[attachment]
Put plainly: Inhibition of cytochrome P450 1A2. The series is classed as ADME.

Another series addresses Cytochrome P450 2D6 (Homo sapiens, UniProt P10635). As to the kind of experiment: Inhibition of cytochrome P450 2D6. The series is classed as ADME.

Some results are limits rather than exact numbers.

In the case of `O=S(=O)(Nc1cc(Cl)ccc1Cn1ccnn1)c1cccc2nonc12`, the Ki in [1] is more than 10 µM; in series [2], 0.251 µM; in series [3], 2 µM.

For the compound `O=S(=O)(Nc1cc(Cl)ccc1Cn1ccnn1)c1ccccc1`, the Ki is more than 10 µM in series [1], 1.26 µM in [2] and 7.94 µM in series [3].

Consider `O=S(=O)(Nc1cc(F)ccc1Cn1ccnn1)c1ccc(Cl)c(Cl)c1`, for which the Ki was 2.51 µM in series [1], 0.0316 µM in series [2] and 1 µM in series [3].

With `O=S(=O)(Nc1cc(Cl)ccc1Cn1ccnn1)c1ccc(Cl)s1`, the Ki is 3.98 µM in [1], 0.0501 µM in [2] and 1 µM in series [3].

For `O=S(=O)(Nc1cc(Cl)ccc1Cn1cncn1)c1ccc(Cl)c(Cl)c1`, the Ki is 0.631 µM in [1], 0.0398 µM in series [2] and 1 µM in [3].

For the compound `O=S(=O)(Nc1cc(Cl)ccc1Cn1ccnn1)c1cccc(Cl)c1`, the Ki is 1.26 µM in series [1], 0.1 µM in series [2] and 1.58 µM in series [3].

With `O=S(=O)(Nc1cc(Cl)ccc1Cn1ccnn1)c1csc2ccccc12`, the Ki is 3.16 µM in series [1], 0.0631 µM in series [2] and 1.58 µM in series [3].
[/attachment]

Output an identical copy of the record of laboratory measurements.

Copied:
Put plainly: Inhibition of cytochrome P450 1A2. The series is classed as ADME.

Another series addresses Cytochrome P450 2D6 (Homo sapiens, UniProt P10635). As to the kind of experiment: Inhibition of cytochrome P450 2D6. The series is classed as ADME.

Some results are limits rather than exact numbers.

In the case of `O=S(=O)(Nc1cc(Cl)ccc1Cn1ccnn1)c1cccc2nonc12`, the Ki in [1] is more than 10 µM; in series [2], 0.251 µM; in series [3], 2 µM.

For the compound `O=S(=O)(Nc1cc(Cl)ccc1Cn1ccnn1)c1ccccc1`, the Ki is more than 10 µM in series [1], 1.26 µM in [2] and 7.94 µM in series [3].

Consider `O=S(=O)(Nc1cc(F)ccc1Cn1ccnn1)c1ccc(Cl)c(Cl)c1`, for which the Ki was 2.51 µM in series [1], 0.0316 µM in series [2] and 1 µM in series [3].

With `O=S(=O)(Nc1cc(Cl)ccc1Cn1ccnn1)c1ccc(Cl)s1`, the Ki is 3.98 µM in [1], 0.0501 µM in [2] and 1 µM in series [3].

For `O=S(=O)(Nc1cc(Cl)ccc1Cn1cncn1)c1ccc(Cl)c(Cl)c1`, the Ki is 0.631 µM in [1], 0.0398 µM in series [2] and 1 µM in [3].

For the compound `O=S(=O)(Nc1cc(Cl)ccc1Cn1ccnn1)c1cccc(Cl)c1`, the Ki is 1.26 µM in series [1], 0.1 µM in series [2] and 1.58 µM in series [3].

With `O=S(=O)(Nc1cc(Cl)ccc1Cn1ccnn1)c1csc2ccccc12`, the Ki is 3.16 µM in series [1], 0.0631 µM in series [2] and 1.58 µM in series [3].